''Matrix Revolutions'' has an unimpressive weekend. The third installment will have a hard time matching the numbers of the original

By Dave Karger
November 07, 2003 at 05:00 AM EST

So ”The Matrix Revolutions” easily topped the box office charts this weekend. No surprise there. But could anyone have imagined how low its gross would have been compared to ”The Matrix Reloaded,” which was released just six months ago?

”Revolutions” earned $50.2 million over the Friday-to-Sunday weekend, and a total of $85.5 million since debuting on Wednesday morning. But the $50.2 million figure is 45 percent lower than the $91.8 million three-day take of ”Reloaded.” Have many ”Matrix” freaks simply lost interest?

Obviously, most studio heads dream of box office numbers like these. But there’s no denying that fan disappointment over ”Reloaded,” combined with poor reviews for ”Revolutions,” didn’t help. ”Reloaded” ended up making about half of its total domestic take in its first five days; by that standard, ”Revolutions” might very well top out at $170 million, which is about what the first film grossed in 1999.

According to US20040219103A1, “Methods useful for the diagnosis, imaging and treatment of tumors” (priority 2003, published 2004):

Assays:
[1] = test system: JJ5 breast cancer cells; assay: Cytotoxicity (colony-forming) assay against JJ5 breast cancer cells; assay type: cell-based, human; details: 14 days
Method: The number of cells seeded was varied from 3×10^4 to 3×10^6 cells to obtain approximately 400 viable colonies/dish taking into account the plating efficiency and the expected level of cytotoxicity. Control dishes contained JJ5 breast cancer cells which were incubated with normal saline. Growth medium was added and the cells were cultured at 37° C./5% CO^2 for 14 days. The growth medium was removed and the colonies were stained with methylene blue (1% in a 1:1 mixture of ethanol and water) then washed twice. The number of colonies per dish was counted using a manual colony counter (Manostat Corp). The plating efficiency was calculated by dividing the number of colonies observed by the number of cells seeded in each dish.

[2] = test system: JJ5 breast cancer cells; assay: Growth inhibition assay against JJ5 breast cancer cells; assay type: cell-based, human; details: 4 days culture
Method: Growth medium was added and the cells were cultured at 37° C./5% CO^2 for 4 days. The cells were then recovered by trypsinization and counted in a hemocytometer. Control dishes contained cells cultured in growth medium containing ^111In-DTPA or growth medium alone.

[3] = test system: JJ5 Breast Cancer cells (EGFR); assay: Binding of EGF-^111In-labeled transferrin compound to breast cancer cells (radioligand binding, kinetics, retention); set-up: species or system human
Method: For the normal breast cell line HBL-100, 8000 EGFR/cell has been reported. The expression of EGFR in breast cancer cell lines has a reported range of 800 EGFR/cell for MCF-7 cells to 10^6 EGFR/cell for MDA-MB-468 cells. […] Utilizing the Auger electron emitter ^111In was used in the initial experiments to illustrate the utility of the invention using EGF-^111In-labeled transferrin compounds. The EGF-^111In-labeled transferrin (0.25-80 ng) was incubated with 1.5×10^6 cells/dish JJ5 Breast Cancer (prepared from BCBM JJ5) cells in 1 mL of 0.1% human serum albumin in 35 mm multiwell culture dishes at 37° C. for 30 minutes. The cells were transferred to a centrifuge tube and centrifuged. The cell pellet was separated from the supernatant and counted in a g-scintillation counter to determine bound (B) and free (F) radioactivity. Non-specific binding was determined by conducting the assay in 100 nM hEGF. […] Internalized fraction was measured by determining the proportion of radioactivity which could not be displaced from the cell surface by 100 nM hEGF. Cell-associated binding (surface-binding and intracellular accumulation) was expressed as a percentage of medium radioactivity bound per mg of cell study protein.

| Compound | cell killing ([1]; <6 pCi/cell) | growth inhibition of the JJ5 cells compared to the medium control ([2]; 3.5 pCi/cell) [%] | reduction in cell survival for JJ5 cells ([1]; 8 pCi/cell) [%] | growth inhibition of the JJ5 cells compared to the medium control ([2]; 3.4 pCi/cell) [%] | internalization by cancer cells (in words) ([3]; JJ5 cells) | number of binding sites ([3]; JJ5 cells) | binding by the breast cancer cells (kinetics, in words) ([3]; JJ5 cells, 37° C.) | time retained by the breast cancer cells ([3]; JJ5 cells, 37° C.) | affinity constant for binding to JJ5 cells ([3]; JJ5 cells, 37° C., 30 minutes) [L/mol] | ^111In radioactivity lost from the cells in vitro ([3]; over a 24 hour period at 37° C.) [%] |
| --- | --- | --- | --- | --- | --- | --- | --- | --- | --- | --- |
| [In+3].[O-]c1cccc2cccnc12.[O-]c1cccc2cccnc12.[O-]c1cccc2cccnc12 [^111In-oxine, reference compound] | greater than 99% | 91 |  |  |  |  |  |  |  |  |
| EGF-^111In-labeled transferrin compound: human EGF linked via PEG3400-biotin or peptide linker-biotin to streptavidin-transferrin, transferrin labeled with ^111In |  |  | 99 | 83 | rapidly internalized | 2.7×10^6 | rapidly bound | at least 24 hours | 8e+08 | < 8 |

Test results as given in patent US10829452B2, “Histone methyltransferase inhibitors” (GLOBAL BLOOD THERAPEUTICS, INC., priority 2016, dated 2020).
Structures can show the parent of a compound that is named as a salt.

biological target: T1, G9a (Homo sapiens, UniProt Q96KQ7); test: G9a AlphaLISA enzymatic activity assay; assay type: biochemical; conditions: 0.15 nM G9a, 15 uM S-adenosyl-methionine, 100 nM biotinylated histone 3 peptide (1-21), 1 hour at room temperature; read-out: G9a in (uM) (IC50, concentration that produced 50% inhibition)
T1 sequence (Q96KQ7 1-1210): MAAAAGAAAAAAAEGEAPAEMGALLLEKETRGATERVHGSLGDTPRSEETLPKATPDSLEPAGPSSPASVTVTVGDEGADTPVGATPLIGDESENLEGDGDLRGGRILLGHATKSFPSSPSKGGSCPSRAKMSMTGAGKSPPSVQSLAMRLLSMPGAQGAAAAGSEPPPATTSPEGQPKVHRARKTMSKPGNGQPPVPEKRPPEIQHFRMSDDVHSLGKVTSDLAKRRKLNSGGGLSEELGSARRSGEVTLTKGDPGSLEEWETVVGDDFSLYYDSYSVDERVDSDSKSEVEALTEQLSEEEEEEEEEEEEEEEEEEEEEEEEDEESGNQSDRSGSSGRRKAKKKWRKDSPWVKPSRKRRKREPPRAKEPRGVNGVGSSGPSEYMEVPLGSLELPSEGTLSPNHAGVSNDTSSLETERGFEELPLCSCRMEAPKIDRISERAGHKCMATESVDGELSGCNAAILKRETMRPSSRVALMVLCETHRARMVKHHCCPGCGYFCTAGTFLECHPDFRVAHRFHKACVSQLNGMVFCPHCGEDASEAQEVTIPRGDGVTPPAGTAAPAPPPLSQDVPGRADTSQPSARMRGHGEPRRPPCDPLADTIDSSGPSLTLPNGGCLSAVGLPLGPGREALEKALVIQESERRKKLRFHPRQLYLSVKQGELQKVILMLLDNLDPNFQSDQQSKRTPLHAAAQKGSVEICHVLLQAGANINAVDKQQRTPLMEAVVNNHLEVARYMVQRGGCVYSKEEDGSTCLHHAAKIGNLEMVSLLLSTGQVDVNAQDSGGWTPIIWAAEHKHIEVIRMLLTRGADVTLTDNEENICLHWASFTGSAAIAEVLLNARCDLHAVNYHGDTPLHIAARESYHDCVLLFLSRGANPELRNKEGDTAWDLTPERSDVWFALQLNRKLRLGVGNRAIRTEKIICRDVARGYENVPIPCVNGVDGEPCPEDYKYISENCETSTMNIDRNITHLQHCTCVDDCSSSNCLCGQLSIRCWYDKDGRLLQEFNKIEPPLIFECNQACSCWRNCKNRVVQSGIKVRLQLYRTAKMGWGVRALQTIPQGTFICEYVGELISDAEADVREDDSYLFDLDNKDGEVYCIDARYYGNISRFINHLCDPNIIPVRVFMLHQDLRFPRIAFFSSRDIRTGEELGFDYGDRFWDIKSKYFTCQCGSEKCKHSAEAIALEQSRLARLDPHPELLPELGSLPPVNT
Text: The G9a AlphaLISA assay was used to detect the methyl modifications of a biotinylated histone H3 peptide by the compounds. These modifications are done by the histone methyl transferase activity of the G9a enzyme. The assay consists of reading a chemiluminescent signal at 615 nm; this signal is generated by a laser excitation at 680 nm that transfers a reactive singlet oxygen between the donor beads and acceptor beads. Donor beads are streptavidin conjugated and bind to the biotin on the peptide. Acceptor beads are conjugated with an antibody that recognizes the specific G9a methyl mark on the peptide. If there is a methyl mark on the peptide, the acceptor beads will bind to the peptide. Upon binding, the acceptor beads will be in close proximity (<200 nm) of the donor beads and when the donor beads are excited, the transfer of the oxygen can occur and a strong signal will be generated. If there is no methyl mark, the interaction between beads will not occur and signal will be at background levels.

While “The Matrix” performed well below expectations, the week’s other new mega-wide release outgrossed everyone’s predictions. “Elf,” the new holiday comedy starring Will Ferrell, capitalized on its strong reviews with a fantastic $32.1 million debut. That’s even better than last year’s Tim Allen smash “The Santa Clause 2,” which premiered in early November with $29 million. You can bet that “Elf 2” is now in the works.

Disney’s family cartoon “Brother Bear” held on very nicely in its second week, earning another $18.6 million and bringing its nine-day total to $44.1 million. “Scary Movie 3,” meanwhile, dropped 45 percent to $11.1 million. Its total now stands at $93.4 million. And the football drama “Radio” slipped only 23 percent to $7.4 million, for a total so far of $36.3 million.

Close behind was the British ensemble romance “Love Actually,” which premiered with $6.6 million despite playing on only about 575 theaters, thanks to a per-theater average of over $11,000. Actually, that’s very impressive.